The Wreck of the Andrea Doria: Ep 1 – The Events
We continue our mini series on maritime disasters with the extraordinary tale of the Andrea Doria, a magnificent Italian passenger liner lost off the coast of Massachusetts in 1956 when she was rammed by another liner. The Andrea Doria was built in the 1950s, born from Italy’s bruised pride after the Second World War, and seen as a way to put Italy back on the map as a major player in the world of transatlantic travel. She became a hugely important ship for the Italian nation, a true icon of Italian culture and history. Launched in 1953 to great fanfare and fitted with the most exquisite Italian art, she enjoyed a successful career – though cut far too short by the events of July 1956. To find out more Dr Sam Willis spoke with Pierette Simpson who, as a child, witnessed those terrible events and has since dedicated her life to sharing the story of the Andrea Doria so that it is never forgotten. Pierette is the author of Alive on the Andrea Doria!: The Greatest Sea Rescue in History and the award-winning docufilm Andrea Doria: Are the Passengers Saved?
This episode is Part 1 of 3. Part 2 will include two more eyewitness accounts including an interview with Mike Stoller of the legendary songwriting team Lieber & Stoller who wrote hits for Elvis and Ben E. King. Part 3 will be focussed on the wreck itself and includes an interview with marine explorer John Moyer.
- View The Transcription
From the Society for Nautical Research in partnership with Lloyd’s Register Foundation, I’m Sam Willis and this is the Mariners Mirror podcast, the world’s number one podcast dedicated to all of maritime history.
Hello everyone and welcome to the Mariners Mirror podcast. This episode is part of our mini series on maritime disasters. If you have not caught up on that yet, then please do so, there are some remarkable episodes, most recently on the Empress of Ireland, the tragedy that became known as Canada’s Titanic, when this mighty ship went down in minutes in the St. Lawrence River. We have an episode on the Titanic itself in which I speak with the man who has interviewed more survivors of the Titanic disaster than anyone else alive. We also have a separate and very interesting episode on Titanic’s anchors. Other episodes in the maritime disasters series include the Lusitania, the Mary Rose, Coffin ships, and there’s much more coming your way soon as well. But today we are investigating the tragic events of July 1956 when a true icon of maritime history, the magnificent Andrea Doria, sank off the coast of Massachusetts having been rammed by another passenger liner. The Andrea Doria was built in the 1950s, born from Italy’s bruised pride after the second World War, and she helped put Italy back on the map, a major player in the world of trans Atlantic travel. She wasn’t just any ship, she was a vitally important ship to the Italian nation, which made her an icon. Launched in 1953 she enjoyed a successful, though brief career, that was cut short by the terrible events of July 1956. To find out more I spoke with the excellent Pierette Simpson. Now if you need to know pretty much anything about this ship and the events then Pierette is the person to speak with. She has authored newsletters, blogs, books, short stories, she’s instrumental in working with museums in telling the story of the Andrea Doria. I’ve never been a survivor of a shipwreck so I’m really excited to be talking to you.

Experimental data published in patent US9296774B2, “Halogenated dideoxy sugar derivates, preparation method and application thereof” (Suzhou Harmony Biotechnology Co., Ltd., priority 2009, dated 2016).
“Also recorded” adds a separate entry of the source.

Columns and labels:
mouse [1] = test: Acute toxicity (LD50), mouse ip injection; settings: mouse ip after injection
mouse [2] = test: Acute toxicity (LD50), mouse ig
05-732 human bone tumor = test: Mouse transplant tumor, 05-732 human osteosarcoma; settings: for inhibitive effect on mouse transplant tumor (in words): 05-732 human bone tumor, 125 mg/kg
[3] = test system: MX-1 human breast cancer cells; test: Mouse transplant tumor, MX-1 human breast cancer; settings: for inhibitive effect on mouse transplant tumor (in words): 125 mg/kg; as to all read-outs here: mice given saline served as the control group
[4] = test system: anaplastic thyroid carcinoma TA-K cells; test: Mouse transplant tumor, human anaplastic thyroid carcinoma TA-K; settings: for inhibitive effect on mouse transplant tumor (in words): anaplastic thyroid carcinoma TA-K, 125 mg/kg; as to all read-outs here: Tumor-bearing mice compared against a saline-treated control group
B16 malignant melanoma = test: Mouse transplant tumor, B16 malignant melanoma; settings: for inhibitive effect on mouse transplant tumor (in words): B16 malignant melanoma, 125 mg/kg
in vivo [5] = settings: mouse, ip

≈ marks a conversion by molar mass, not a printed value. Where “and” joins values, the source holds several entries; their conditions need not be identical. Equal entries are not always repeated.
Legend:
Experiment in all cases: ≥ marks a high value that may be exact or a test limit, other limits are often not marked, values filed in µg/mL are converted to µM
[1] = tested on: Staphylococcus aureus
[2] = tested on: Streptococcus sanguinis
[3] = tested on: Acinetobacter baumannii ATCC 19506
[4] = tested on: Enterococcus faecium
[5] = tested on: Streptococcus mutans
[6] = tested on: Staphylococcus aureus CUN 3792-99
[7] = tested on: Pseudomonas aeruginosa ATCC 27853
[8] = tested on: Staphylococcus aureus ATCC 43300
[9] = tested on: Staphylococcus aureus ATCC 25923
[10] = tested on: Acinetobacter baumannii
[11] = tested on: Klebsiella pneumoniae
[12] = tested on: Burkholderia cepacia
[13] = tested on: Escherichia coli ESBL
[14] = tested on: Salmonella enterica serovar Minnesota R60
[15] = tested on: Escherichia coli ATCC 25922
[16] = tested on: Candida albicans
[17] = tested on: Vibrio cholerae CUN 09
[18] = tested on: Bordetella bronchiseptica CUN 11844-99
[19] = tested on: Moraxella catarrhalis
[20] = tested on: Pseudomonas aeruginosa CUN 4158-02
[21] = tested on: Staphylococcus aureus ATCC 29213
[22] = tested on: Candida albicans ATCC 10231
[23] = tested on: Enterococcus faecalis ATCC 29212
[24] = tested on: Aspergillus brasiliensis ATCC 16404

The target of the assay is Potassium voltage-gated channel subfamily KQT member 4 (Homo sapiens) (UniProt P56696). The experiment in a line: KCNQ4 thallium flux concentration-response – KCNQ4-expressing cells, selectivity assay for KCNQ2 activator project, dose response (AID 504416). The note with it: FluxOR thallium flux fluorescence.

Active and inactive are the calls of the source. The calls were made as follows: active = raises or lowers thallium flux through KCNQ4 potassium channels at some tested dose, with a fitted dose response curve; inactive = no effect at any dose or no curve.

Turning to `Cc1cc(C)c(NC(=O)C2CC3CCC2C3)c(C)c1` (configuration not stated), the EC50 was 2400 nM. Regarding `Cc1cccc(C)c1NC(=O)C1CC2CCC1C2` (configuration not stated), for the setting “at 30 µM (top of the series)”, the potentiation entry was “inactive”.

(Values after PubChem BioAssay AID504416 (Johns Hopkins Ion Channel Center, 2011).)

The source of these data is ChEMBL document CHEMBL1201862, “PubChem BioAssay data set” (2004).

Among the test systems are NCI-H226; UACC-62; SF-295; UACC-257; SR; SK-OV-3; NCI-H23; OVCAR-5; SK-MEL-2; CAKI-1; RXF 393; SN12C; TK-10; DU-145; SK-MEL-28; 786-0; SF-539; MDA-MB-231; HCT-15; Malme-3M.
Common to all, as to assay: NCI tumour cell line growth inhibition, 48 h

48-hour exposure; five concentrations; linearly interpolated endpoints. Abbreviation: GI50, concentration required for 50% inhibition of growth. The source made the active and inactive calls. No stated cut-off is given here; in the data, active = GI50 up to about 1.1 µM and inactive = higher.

I’m alive and well thank goodness.
Well, let’s find out what happened; when was she built and why was she built
She was built in Genoa in Italy by the Ansaldo shipyard, and she was launched in, oh goodness, 71 years ago, and she was built as the pride of the Italian line. She was built as the crown jewel to represent the renaissance of Italy from the ashes of World War Two. She was supposed to be glamorous and beautiful and everything that represents the best of Italy. It was filled with artworks of every kind,ceramics, paintings. It had the most modern technical equipment, the most modern radar. It was beautiful in the interior and in the exterior. Everybody knew of the Andrea Doria.
Not very big, but they made up for that by the quality of the fittings it sounds like.
Yes, so it was not one of the largest ships in the ocean. It was probably middle size. But she made up for it absolutely in every other quality including the extraordinary captain and crew
And built for the transatlantic route. So we should remind everyone that this is the 50s but it’s before transatlantic air flights. I mean, this is basically your only option of getting across the Atlantic quickly.